The Capital Perspective On Investments

Warren Buffett is convinced that his strategy will yield better returns than those of hedge fund managers by simply investing in a S&P 500 passive index funds. His premise is that many investors are shortchanged by mediocre expensive funds.. Therefore optimum investment strategy is to buy and hold low cost, simple investments for the long term, a successful strategy.

In examining that strategy, consumers should be suspicious of product labels. Many mutual funds provide disappointing returns, due to high management fees and frequent trading. Simultaneously opportunity costs and volatility risks of passive index investments are misunderstood.

The notion that passive index returns is a secure way for retirement warrants examination. Index funds are a good choice for a particular objective, however they provide no insulation in a declining market, exposing investors to losses and volatility according to CNBC.

Read more: Capital Group Board Elects Timothy Armour as Chairman

While it is well known among investors that an ordinary actively managed fund has performed worse than the market over significant time horizons, there are exceptions to this. Exceptional fund managers are those not in high-cost funds who invest their own money in their fund, with resulting funds that outperform benchmark indexes.

Tim Armour’s thoughts on Post Trump market change are that there will be significant changes occurring rapidly. He thinks that the new administration’s policy will stop sluggish growth already occurring in the drilling and oil sector. Tim Armour of Capital Group also warns to expect increased turbulence in current languishing sectors such as utilities and real estate.

When Tim Armour Chairman of Capital Group was questioned about his perspective on the September 2015 market selloff, he stated that the US had a six-year bull run simultaneously with rising markets in most of the world. The U.S. markets were valued fairly, and valuations were extended for some sectors and companies. Therefore the market correction was largely anticipated and healthy since it eliminated pockets of excess.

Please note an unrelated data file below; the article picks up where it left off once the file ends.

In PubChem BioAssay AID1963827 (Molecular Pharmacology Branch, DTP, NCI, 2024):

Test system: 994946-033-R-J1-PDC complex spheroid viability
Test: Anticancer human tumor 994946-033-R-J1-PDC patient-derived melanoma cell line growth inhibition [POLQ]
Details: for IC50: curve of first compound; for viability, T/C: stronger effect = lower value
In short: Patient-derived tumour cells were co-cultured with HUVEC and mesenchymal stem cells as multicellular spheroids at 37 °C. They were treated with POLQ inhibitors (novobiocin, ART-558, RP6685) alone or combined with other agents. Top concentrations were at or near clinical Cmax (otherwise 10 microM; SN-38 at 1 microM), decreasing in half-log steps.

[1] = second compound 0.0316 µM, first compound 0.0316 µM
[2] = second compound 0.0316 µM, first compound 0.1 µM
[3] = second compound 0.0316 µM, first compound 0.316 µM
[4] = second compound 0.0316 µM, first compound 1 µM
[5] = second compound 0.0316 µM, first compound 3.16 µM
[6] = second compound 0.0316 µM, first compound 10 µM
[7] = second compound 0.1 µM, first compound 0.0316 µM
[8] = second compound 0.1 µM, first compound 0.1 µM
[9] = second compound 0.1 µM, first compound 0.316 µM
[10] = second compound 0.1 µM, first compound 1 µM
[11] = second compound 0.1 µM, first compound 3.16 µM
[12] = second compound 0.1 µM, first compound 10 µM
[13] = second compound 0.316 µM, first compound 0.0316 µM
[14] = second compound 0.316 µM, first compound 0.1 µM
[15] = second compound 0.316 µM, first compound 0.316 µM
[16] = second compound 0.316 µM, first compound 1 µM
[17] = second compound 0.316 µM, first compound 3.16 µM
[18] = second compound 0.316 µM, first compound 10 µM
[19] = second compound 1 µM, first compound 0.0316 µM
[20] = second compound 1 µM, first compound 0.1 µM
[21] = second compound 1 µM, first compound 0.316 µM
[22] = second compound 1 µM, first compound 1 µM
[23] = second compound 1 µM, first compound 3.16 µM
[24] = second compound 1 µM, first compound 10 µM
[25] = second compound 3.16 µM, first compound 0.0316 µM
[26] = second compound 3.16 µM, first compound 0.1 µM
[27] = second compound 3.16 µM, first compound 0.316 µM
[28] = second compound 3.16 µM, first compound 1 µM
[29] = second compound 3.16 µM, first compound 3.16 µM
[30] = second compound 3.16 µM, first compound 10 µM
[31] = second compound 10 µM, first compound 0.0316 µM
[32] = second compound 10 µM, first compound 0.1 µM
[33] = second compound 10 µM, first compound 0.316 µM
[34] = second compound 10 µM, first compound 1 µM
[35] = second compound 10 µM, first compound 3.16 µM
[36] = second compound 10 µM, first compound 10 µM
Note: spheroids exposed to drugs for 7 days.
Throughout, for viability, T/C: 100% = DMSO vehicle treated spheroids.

For more information about Tim Armour, just click here.

Nabors’ CEO Tony Petrello Amends Its Corporate Governance And Executive Compensation

When Tony Petrello, CEO and President of Nabors Industries replaced former CEO Eugene Isenberg, in 2011, their share price increased by 180 percent.

Marketwatch reported on May 27th, 2014 that Mr. Petrello earned $68.2 million, in 2013, a 246 percent hike compared to 2012. He made number one on Equilar’s 2013 list of U.S. 50 top paid CEOs. It caused an uproar among many of the company’s shareholders who didn’t support its board’s executive compensation plan from 2011 to 2012. Tony Petrello became a member of the Board of Directors in 1991 and contributed to the company expanding to offshore, in 2002.

Nabors moved to Hamilton, Bermuda with the goal of reducing its federal tax liabilities in the United States. Some of the investors were disgruntled about the move and tried to intervene by filing a lawsuit against Nabors Industries, in Houston, Texas. A federal judge presiding over the case ruled in favor of Nabors granting expansion to Bermuda. To satisfy their shareholders, Tony Petrello and the company amended its corporate governance and compensation practices, in April 2014. One of the most significant changes to their practice of compensation is the executive severance payments limitation to three times an executive’s salary and bonus.

Tony Petrello is an experienced lawyer, executive leader, and philanthropist with years of expertise in corporate law, corporate planning, and operations. He holds a law degree from Harvard Law School and completed his undergraduate studies at Yale University. Since 1991, he has climbed the corporate hierarchy, presently serving as CEO, President, and Chairman of Nabors’ Board and Executive Committee. Mr. Petrello, along with his wife Cynthia Petrello are humanitarians and devote their time and money to Texas Children’s Hospital and the Dan and Jan Duncan Neurological Research Institute.

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